DIY Concrete Countertops

in Ideas

doyourownconcrete sample If you’re a hardy DIYer looking for a cheaper alternative to stone or other solid surface countertops, you might want to consider this unique alternative – concrete.

Concrete has almost unlimited creative potential for design ideas, colours and shapes.

I worked on a kitchen project a couple of years ago that featured a concrete island top with a sloping, curved shelf that rose out of the top at one end and rested on 6" high chrome supports like a turnpike ramp.

You can’t do THAT with Granite! 

 

Not for Everyone

While this is an intriguing idea, it’s obviously not for everyone. Here are a few things to consider before jumping in with both feet.

  • Tops of typical sizes need to be about 2" thick (vs 1 1/4" for typical stone tops and 1 1/2" for Corian)
  • Concrete tops are heavier than regular stone tops, so floors and cabinets need to be able handle the weight without sagging
  • You need about 10 days to two weeks for proper curing and finishing
  • You’ll need 3 or 4 hefty helpers at various stages of the process to help with the pour, flip the cast tops for polishing, and to install them

 

How it’s Done

polishing concrete - instructablesJust like any other pre-cast concrete job, you need to start with a form.

Concrete tops are poured upside-down in a custom form – melamine works well because of it’s very smooth surface. Any imperfections in the form will translate directly to the finished surface, so it needs to be precise to minimize polishing.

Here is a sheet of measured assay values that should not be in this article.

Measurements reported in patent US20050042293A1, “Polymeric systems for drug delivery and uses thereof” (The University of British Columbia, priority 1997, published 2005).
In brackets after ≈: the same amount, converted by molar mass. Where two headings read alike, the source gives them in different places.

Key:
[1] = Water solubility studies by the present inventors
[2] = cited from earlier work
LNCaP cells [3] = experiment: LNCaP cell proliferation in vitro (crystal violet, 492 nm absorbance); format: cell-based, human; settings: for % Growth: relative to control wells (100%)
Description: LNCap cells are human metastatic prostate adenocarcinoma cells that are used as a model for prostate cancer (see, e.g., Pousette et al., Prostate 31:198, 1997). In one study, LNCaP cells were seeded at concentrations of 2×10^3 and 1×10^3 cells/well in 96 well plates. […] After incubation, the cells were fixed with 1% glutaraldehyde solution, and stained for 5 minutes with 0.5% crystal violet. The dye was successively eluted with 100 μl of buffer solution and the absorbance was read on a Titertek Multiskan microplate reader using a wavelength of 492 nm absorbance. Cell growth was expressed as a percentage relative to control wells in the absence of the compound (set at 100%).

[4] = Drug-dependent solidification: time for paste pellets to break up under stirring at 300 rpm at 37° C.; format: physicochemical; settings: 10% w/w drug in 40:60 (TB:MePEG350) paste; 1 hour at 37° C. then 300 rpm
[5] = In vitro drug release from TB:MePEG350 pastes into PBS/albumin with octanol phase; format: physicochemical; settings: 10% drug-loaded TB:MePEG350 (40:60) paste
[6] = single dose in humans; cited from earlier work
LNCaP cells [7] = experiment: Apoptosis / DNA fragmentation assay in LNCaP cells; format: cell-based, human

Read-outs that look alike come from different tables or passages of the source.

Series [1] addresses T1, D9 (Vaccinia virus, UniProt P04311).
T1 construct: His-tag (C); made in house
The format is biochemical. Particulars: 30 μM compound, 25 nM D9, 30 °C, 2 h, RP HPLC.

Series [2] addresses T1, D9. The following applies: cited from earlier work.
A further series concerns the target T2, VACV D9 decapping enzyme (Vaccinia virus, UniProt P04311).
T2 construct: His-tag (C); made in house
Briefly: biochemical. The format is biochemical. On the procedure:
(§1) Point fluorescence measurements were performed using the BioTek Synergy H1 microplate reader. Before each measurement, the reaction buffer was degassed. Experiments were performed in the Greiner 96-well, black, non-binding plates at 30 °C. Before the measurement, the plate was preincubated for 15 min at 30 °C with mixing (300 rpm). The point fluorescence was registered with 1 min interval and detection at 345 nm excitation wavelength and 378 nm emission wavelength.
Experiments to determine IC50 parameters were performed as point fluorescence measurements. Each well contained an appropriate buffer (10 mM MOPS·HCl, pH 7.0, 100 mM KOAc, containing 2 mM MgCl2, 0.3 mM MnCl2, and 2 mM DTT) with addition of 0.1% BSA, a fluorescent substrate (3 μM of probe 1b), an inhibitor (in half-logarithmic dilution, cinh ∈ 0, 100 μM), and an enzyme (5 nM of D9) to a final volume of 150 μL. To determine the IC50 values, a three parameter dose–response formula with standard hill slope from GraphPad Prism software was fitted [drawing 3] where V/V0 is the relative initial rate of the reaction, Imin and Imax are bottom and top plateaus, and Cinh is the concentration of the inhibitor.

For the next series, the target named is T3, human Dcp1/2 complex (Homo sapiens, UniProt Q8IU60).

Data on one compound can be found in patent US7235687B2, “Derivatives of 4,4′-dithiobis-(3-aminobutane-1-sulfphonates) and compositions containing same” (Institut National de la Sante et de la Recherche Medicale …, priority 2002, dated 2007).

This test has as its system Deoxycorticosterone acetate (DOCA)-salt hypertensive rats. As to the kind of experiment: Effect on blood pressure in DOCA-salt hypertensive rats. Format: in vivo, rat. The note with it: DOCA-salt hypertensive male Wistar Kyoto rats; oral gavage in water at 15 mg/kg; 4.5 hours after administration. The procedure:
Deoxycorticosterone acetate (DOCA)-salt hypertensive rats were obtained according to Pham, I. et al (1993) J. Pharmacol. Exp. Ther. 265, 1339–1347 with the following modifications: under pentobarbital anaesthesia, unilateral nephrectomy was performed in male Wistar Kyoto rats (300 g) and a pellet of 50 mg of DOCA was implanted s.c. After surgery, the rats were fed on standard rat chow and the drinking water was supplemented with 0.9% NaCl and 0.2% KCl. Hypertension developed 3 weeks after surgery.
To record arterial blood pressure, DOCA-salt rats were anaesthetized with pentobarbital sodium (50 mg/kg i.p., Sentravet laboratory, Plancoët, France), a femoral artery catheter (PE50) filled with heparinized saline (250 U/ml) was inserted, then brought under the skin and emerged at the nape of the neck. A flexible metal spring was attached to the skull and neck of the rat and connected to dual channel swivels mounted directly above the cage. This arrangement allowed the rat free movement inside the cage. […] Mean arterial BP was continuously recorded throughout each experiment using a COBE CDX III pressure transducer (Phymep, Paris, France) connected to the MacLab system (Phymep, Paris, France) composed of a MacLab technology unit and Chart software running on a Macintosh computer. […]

Instructables has a very detailed step-by-step how-to article with lots of pictures on building a concrete island top.

 

Professionals Do This Too

If you want to explore the concept of concrete counter tops without all the mess and heavy lifting, there are professionals who can work with you to design your tops and then take care of the rest. I’m not sure how the cost would compare with installed stone tops, but I guess it’s really an apples and oranges thing anyway.

 

2011 award winner - concrete exchangeInstructional Materials

If you’re interested in taking on this level of DIY project,  Fu-Tung Cheng at Concrete Exchange has an extensive resource of videos and books that detail exactly how to do it. You’ll also find examples submitted by DIY homeowners and award-winning projects by professional designers.

It’s definitely worth a look.

 

Images: DoYourOwnConcrete; Instructables; Concrete Exchange

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